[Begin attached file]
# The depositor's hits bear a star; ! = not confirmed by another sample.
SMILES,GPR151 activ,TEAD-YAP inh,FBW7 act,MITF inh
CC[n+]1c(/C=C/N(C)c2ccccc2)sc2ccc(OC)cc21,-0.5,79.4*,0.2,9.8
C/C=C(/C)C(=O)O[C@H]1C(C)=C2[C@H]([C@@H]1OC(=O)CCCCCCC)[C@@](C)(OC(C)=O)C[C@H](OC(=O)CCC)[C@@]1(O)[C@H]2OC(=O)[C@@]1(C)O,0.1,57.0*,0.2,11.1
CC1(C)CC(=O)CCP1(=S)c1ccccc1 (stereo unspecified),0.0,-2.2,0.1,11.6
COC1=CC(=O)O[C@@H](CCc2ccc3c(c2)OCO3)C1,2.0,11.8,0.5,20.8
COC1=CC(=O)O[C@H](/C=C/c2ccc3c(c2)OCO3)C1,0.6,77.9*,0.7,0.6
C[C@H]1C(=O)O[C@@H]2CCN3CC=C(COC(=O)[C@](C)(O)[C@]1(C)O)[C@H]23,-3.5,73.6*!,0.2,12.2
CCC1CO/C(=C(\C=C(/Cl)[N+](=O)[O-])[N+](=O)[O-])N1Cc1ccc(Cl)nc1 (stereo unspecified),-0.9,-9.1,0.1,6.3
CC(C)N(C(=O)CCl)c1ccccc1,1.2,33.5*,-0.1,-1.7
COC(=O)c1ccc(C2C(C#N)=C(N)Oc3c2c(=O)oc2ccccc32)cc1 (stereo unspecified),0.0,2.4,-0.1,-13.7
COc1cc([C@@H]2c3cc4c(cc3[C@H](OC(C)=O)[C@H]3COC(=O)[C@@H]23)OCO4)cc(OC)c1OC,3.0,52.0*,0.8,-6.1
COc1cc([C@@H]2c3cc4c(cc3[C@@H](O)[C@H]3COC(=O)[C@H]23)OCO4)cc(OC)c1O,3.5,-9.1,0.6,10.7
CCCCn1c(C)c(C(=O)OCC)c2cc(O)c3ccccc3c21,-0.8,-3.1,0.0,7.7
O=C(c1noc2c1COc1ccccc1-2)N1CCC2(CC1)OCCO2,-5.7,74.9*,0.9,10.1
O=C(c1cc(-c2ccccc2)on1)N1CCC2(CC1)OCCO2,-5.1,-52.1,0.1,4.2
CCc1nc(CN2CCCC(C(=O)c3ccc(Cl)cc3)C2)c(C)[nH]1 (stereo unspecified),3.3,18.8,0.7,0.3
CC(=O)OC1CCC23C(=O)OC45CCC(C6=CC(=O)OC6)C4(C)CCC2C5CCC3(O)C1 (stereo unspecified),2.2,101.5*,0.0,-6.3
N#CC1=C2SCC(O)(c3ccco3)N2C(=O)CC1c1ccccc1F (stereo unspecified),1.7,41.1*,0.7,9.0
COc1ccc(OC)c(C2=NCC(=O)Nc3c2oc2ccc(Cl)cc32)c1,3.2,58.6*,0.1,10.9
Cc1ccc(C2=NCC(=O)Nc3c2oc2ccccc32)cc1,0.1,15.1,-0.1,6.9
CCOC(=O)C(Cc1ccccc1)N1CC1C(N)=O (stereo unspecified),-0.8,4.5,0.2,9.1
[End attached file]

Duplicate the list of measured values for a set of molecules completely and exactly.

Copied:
# The depositor's hits bear a star; ! = not confirmed by another sample.
SMILES,GPR151 activ,TEAD-YAP inh,FBW7 act,MITF inh
CC[n+]1c(/C=C/N(C)c2ccccc2)sc2ccc(OC)cc21,-0.5,79.4*,0.2,9.8
C/C=C(/C)C(=O)O[C@H]1C(C)=C2[C@H]([C@@H]1OC(=O)CCCCCCC)[C@@](C)(OC(C)=O)C[C@H](OC(=O)CCC)[C@@]1(O)[C@H]2OC(=O)[C@@]1(C)O,0.1,57.0*,0.2,11.1
CC1(C)CC(=O)CCP1(=S)c1ccccc1 (stereo unspecified),0.0,-2.2,0.1,11.6
COC1=CC(=O)O[C@@H](CCc2ccc3c(c2)OCO3)C1,2.0,11.8,0.5,20.8
COC1=CC(=O)O[C@H](/C=C/c2ccc3c(c2)OCO3)C1,0.6,77.9*,0.7,0.6
C[C@H]1C(=O)O[C@@H]2CCN3CC=C(COC(=O)[C@](C)(O)[C@]1(C)O)[C@H]23,-3.5,73.6*!,0.2,12.2
CCC1CO/C(=C(\C=C(/Cl)[N+](=O)[O-])[N+](=O)[O-])N1Cc1ccc(Cl)nc1 (stereo unspecified),-0.9,-9.1,0.1,6.3
CC(C)N(C(=O)CCl)c1ccccc1,1.2,33.5*,-0.1,-1.7
COC(=O)c1ccc(C2C(C#N)=C(N)Oc3c2c(=O)oc2ccccc32)cc1 (stereo unspecified),0.0,2.4,-0.1,-13.7
COc1cc([C@@H]2c3cc4c(cc3[C@H](OC(C)=O)[C@H]3COC(=O)[C@@H]23)OCO4)cc(OC)c1OC,3.0,52.0*,0.8,-6.1
COc1cc([C@@H]2c3cc4c(cc3[C@@H](O)[C@H]3COC(=O)[C@H]23)OCO4)cc(OC)c1O,3.5,-9.1,0.6,10.7
CCCCn1c(C)c(C(=O)OCC)c2cc(O)c3ccccc3c21,-0.8,-3.1,0.0,7.7
O=C(c1noc2c1COc1ccccc1-2)N1CCC2(CC1)OCCO2,-5.7,74.9*,0.9,10.1
O=C(c1cc(-c2ccccc2)on1)N1CCC2(CC1)OCCO2,-5.1,-52.1,0.1,4.2
CCc1nc(CN2CCCC(C(=O)c3ccc(Cl)cc3)C2)c(C)[nH]1 (stereo unspecified),3.3,18.8,0.7,0.3
CC(=O)OC1CCC23C(=O)OC45CCC(C6=CC(=O)OC6)C4(C)CCC2C5CCC3(O)C1 (stereo unspecified),2.2,101.5*,0.0,-6.3
N#CC1=C2SCC(O)(c3ccco3)N2C(=O)CC1c1ccccc1F (stereo unspecified),1.7,41.1*,0.7,9.0
COc1ccc(OC)c(C2=NCC(=O)Nc3c2oc2ccc(Cl)cc32)c1,3.2,58.6*,0.1,10.9
Cc1ccc(C2=NCC(=O)Nc3c2oc2ccccc32)cc1,0.1,15.1,-0.1,6.9
CCOC(=O)C(Cc1ccccc1)N1CC1C(N)=O (stereo unspecified),-0.8,4.5,0.2,9.1